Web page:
In the news DALBERG ADVISORS APPOINTS LILLIAN KIDANE AS NEW REGIONAL DIRECTOR FOR AFRICA ADDIS ABABA, Ethiopia, Oct. 2, 2023 /PRNewswire/    Dalberg Advisors, a global impact consultancy committed to building a more inclusive and sustainable world, is pleased to announce the appointment of Lillian Kidane as the new Regional Director for its Africa region. “Lillian’s appointment marks a significant milestone in Dalberg’s commitment to Africa. Her extensive experience across the continent in public health systems, climate, trade, and digital transformation will be invaluable in contributing to shaping the continent’s development trajectory,” says Gaurav Gupta, Global Managing Partner of Dalberg Advisors. Lillian has two decades of experience working with governments, foundations, corporates, and NGOs both on the continent and from the United States to support systems transformation and access to medicines in Africa. Lillian’s recent accomplishments include serving as a senior advisor to the COVID Vaccine Delivery Partnership (CoVDP) leadership in Geneva, tasked with overseeing the allocation and disbursement of vaccines across . . .

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C.D. Glin (South Africa) is member of the president’s African Diaspora Engagement in the United States

President Biden Announces the Inaugural Members of the President’s Advisory Council on African Diaspora Engagement in the United States Today, President Biden is announcing the inaugural members of the  African Diaspora Engagement in the United States. The establishment of this Council was a significant commitment announced by Vice President Harris on behalf of the Biden-Harris Administration during the 2022 U.S.-Africa Leaders Summit, aimed at enhancing dialogue between United States officials and the African Diaspora. In accordance with Executive Order 14089, the Advisory Council comprises up to 12 members appointed by the Secretary of State, and represents the diversity of the African Diaspora from African American communities around the United States and African immigrant communities across the continent and the Caribbean. RPCV C.D. Glin, Member C.D. Glin   (South Africa 1997–99) President of the PepsiCo Foundation and Global Head of Social Impact for PepsiCo. In this role, Glin leads the food and . . .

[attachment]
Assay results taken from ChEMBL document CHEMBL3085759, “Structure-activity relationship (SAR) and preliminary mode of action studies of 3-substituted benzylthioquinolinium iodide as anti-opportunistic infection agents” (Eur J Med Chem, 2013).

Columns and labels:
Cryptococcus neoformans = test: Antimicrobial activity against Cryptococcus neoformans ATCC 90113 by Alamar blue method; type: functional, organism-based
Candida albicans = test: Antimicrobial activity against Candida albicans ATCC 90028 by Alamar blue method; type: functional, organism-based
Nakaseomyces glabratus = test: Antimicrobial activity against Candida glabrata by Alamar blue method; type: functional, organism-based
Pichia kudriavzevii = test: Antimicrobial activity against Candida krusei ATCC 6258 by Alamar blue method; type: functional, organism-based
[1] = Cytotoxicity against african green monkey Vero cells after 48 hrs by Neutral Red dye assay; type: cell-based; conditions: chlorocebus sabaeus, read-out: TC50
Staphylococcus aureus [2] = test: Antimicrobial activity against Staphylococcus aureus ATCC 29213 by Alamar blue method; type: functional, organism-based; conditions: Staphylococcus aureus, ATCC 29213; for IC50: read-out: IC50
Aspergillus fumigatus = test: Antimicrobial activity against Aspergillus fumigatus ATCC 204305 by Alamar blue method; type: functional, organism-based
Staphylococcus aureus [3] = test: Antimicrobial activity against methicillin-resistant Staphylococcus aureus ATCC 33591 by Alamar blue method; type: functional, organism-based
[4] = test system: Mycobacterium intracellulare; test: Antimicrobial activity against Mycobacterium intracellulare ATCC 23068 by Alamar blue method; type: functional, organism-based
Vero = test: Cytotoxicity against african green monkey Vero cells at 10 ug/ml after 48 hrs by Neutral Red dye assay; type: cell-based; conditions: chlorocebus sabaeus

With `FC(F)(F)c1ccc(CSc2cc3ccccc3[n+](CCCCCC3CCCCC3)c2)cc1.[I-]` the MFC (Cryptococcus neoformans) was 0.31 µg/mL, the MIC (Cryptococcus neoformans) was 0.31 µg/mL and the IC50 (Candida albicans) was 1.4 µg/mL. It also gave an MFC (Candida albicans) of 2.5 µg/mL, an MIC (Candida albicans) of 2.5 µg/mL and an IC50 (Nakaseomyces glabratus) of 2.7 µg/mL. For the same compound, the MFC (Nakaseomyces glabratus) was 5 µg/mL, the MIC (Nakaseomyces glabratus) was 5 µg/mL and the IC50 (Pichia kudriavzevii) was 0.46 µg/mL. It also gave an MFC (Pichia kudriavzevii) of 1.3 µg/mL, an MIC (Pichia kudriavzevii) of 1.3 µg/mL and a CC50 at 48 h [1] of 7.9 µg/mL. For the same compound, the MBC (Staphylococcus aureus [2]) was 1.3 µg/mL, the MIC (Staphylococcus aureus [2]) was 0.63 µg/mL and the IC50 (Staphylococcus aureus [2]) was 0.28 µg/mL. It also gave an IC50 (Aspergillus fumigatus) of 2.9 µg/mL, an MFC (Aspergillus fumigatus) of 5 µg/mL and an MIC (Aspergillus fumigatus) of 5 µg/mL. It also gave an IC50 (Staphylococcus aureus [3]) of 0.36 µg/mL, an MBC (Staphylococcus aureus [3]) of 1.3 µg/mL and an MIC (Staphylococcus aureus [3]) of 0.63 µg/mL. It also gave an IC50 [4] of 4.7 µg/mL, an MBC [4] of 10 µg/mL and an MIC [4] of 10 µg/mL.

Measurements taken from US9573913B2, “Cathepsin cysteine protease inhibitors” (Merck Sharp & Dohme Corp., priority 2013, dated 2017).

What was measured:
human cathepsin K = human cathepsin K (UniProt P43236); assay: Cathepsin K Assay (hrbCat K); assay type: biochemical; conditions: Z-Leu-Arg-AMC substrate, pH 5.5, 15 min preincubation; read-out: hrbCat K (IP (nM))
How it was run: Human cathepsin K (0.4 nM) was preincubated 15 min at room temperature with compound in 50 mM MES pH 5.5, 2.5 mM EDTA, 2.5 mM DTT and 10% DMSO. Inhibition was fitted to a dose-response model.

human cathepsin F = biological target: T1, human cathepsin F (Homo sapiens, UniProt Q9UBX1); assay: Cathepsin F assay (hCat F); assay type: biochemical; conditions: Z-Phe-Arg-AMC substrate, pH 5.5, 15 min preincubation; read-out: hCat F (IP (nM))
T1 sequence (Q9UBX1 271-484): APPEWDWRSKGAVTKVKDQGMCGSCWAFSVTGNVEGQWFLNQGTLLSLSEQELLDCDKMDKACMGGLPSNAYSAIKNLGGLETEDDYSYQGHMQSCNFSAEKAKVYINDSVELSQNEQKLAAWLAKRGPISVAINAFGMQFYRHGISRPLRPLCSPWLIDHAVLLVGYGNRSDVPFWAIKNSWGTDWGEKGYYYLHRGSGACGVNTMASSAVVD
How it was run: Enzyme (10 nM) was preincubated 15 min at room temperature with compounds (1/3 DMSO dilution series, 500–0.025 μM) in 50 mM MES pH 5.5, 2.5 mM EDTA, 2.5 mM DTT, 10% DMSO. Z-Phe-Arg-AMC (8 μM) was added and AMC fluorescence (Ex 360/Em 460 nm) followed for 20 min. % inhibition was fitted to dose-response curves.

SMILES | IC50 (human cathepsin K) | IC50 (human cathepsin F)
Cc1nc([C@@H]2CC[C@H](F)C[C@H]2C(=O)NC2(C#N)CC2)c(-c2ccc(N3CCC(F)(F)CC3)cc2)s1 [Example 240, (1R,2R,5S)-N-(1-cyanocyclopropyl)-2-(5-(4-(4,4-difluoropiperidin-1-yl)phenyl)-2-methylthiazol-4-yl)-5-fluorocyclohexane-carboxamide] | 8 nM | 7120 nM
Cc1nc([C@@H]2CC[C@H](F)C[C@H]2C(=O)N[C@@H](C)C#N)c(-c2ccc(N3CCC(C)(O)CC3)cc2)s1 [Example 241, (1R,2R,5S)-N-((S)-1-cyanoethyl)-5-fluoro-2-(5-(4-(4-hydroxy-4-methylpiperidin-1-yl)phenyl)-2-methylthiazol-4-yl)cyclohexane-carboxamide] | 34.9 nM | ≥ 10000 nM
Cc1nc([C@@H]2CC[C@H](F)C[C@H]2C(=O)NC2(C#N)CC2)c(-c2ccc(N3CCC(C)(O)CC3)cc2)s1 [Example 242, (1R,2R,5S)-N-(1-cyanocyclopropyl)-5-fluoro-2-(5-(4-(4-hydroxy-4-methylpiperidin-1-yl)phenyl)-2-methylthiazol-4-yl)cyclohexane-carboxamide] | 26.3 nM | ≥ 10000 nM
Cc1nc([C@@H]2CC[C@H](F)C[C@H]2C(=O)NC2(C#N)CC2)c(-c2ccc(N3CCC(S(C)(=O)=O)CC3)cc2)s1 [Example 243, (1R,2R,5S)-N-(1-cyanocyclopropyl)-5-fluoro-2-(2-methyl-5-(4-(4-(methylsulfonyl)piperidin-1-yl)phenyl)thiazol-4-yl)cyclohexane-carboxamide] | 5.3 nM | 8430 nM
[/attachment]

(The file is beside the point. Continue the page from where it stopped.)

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Jennryn Wetzler (Niger) wins Catalyst Award

In the news   Creative Commons is a non-profit organization and international network devoted to educational access and expanding the range of creative works available for others to build upon legally and to share. About The Catalyst Award This award is presented to an individual actively engaged in promoting the creation and implementation of OER and application Open Practices. A Catalyst is someone other than a professor/teacher that supports the ideals of the Open Education movement through their own practices and who creates engagement in Openness within an organization or community. Examples might include but are not limited to librarians, researchers, instructional designers, policymakers, or administrators. Jennryn Wetzler (Niger 2004-06) Jennryn Wetzler is the Director of Learning and Training at Creative Commons. She runs the Creative Commons Certificate program, a training in open licensing, copyright, and the ethos of our global, shared commons. She focuses on projects to increase collaboration and . . .

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Danielle Guerin (Cameroon)— “Farm Girl”

In the news by Karl Schneider Indianapolis Star   Rural landscapes blanketed with row crops and pastures peppered with faded red barns are the stereotypical scenes of Indiana agriculture. But a new type of farming is taking root in a far different setting — crops growing amid bustling streets, residential neighborhoods and commercial districts. These urban farms are tucked into inconspicuous vacant lots, oases where leafy greens and vegetables flourish in areas once overgrown and strewn with trash. In many cases, the hidden gems provide a rejuvenating source of healthy foods in areas where grocers and supermarkets may be sparse. Danielle Guerin (Cameroon 2014-16), an Indianapolis native who took a roundabout route to growing food in the city, is one of the new breed of farmers. She’s well on her way to helping her community — and, hopefully, inspiring a new generation of urban farmers.     Farming wasn’t part . . .